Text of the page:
The United States of Israel: America in End Times Prophecy

Jackie Alnor has written a controversial book about America and biblical prophecy titled The United States of Israel. Jackie’s goal is to address the claim of some Bible teachers that America is not mentioned in the Bible or that America doesn’t play a prominent role in the End Times.

Jackie believes that Isaiah 18 refers to America. According to this interpretation of Scripture, God warns that at a future time God will purge America. Referring to the tribes of Israel, God promised the descendants of Abraham, Isaac, and Jacob would become many nations. Who are these nations?

The book explores the role of the northern kingdom in the Bible and how they were scattered across the globe. Jackie’s view is that some of the descendants of the ten northern tribes eventually settled in the United States.

“The Treasury of Scripture Knowledge” found in the the Blue Letter Bible, which shows the literal translation of scripture, refers to “the land of the winged cymbal.” America’s great seal features the eagle. The United States also played an important role in re-establishing the nation of Israel, which fulfilled prophecy.

Several cults have explored these views, most notably the Worldwide Church of God. Jackie rejects their antisemitism and previous anti-trinitarian teachings by showing what they got right and what they got wrong.

Jackie has spent more than thirty years studying cults and the harmful teachings of American televangelists. She began her journalism career as a volunteer researcher for the late Walter Martin, founder of the Christian Research Institute. Jackie is the editor of website The Christian Sentinel.

Barry Bowen founded the website Christian Headlines and published the news aggregator for 11 years while also working in the Christian film industry as a publicist and production assistant.  For three years he worked as blog manager at The Christian Post.


Controversial Book Impacts Traditional Eschatology

— Those with a marginal understanding of the Old Testament know the stories of the patriarchs: Abraham, Isaac, and Jacob. God referred to them as ‘the fathers’ of His people and He bestowed blessings and promises to them and their lineage. Even when their offspring offended the Lord, He would punish them, but still keep His Word, “for the sake of the fathers.”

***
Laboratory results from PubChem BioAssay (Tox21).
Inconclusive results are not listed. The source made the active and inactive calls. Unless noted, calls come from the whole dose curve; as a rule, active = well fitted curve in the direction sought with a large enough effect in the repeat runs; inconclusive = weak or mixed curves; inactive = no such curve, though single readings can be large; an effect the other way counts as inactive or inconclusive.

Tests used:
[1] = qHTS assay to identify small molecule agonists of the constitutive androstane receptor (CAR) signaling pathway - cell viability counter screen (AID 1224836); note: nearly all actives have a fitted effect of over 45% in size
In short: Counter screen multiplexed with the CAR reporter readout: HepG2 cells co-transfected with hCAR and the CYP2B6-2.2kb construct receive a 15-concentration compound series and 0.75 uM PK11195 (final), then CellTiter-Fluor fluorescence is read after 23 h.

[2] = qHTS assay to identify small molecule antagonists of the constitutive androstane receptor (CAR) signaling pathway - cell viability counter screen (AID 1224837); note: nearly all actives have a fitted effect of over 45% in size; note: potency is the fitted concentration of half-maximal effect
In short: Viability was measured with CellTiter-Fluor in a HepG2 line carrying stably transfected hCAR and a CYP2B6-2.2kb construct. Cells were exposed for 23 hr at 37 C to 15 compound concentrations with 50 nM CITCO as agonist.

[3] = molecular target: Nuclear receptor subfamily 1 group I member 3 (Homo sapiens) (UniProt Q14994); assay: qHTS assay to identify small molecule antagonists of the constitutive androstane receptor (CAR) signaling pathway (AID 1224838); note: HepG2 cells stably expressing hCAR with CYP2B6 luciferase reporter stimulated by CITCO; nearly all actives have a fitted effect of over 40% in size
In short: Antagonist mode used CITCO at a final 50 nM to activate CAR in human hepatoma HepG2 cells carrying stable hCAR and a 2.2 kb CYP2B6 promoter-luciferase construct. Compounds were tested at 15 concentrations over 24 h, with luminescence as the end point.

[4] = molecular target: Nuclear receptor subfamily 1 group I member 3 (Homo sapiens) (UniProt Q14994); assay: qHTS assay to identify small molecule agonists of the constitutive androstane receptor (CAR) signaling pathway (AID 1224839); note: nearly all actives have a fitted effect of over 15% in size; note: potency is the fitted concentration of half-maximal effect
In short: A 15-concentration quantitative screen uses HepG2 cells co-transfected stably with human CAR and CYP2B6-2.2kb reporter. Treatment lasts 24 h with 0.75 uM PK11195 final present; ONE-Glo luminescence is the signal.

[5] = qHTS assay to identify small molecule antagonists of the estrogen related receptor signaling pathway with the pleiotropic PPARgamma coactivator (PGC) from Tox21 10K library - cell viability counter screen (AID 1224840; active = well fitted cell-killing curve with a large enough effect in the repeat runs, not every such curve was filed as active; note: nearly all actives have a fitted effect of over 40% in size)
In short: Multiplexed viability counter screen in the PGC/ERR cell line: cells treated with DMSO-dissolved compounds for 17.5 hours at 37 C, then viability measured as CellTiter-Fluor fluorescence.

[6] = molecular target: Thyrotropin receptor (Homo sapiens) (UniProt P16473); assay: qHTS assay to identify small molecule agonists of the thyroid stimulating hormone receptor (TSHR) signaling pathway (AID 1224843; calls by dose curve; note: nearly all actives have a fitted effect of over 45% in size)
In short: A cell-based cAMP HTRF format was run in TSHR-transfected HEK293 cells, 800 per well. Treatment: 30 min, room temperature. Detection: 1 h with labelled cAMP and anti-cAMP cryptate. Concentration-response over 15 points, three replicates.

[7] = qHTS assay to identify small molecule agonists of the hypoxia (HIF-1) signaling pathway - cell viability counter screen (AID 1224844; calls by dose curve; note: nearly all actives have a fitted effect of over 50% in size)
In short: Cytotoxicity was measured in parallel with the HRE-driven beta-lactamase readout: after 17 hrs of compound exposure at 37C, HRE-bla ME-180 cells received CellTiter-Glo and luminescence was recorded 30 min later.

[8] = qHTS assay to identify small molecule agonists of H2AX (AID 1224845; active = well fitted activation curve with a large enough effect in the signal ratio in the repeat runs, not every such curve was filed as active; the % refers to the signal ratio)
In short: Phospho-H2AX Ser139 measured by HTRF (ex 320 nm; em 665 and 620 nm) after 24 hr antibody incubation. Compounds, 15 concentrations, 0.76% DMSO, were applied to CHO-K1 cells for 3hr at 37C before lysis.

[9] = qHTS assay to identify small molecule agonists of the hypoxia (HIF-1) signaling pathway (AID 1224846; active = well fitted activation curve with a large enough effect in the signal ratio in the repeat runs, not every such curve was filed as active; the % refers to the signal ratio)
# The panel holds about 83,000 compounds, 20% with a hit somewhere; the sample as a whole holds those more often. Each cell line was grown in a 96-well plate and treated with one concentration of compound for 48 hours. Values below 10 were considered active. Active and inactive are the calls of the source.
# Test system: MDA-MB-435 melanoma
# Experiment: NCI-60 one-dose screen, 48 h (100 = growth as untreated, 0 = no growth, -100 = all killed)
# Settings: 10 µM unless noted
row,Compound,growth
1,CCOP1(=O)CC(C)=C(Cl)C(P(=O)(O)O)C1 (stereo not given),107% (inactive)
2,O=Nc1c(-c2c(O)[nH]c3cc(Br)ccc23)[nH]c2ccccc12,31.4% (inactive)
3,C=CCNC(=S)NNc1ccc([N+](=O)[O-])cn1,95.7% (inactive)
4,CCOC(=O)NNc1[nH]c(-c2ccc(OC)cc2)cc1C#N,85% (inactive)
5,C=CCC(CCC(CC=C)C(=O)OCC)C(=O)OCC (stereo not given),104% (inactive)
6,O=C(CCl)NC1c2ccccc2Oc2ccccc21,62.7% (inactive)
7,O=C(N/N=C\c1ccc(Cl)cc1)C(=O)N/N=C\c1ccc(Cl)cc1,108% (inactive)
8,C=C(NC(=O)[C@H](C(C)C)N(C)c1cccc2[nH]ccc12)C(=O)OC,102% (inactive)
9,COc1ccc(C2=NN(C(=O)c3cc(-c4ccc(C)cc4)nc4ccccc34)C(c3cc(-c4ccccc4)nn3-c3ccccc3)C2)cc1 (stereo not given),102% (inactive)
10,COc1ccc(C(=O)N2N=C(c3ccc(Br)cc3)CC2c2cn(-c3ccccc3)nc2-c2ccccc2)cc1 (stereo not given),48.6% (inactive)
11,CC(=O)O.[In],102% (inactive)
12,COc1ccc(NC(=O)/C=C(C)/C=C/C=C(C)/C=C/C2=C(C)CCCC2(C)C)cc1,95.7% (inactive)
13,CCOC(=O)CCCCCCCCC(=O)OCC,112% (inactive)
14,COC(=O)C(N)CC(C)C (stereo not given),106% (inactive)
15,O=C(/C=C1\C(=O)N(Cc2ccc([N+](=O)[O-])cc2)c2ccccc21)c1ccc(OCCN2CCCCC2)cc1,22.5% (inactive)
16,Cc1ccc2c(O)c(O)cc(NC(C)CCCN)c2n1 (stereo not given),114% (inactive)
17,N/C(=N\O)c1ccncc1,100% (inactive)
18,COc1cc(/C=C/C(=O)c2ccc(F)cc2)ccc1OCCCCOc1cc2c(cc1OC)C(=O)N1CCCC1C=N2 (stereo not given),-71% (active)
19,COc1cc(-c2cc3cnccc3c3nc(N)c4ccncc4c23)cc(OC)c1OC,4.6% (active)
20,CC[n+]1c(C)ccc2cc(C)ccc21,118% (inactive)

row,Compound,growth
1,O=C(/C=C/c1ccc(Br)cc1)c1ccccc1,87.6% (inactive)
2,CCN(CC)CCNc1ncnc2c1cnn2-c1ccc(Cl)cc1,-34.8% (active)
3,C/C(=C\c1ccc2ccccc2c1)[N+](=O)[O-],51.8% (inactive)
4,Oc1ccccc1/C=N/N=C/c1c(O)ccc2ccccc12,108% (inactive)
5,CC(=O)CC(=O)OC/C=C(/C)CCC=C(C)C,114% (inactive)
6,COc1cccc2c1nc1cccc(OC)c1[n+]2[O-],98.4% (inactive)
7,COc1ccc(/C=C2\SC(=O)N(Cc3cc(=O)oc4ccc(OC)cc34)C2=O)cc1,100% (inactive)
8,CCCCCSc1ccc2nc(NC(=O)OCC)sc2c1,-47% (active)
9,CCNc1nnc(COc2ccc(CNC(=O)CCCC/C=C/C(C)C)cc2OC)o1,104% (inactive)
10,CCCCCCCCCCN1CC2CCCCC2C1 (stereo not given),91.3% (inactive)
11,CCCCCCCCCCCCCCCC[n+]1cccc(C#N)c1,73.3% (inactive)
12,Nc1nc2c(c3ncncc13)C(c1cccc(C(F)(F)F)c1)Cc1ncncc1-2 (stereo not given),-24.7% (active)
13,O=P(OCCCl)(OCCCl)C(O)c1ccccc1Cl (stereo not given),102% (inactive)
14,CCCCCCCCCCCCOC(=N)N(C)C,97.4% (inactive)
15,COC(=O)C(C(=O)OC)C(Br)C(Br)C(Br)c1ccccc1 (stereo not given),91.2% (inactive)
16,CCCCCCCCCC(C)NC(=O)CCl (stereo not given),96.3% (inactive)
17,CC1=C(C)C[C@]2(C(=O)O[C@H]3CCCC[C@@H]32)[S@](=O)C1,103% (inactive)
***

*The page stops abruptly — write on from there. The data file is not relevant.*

Some of His judgments were quite severe. The book of 2Kings tells the story of the division of the House of Israel into the Northern Kingdom of Joseph, and the Southern Kingdom of Judah. The two kingdoms were at war with each other until God stepped in and allowed Assyria to take the Northern tribes into captivity around 720 BC. Only a small remnant remained in Samaria and the Galilee.

The Southern Kingdom of Judah, the keepers of the Temple in Jerusalem, did not fare much better when they turned to idolatry and they too were conquered around 587 BC by the Babylonians. But a remnant of them were allowed to return, although the majority of those captives were somewhat lost to history, the same as their troubled siblings before them. Then when Rome destroyed the Temple in 70 AD, those Jews were again scattered throughout the nations. Only a remnant remained, but always in hostile territory.

Did God Almighty lose track of all of those scattered tribes from all three diasporas? No. But history ignored all these wandering tribes, most of whom just intermingled with the nations of the Western World and forgot their origins. But many established their own nations and became new peoples. How do we know that? The Bible tells us so. This book documents this from Scripture. And historians in the past verify the veracity of God’s promises to His people, Israel – the whole house thereof, that they would be as numerous as the “Stars of the Heavens.”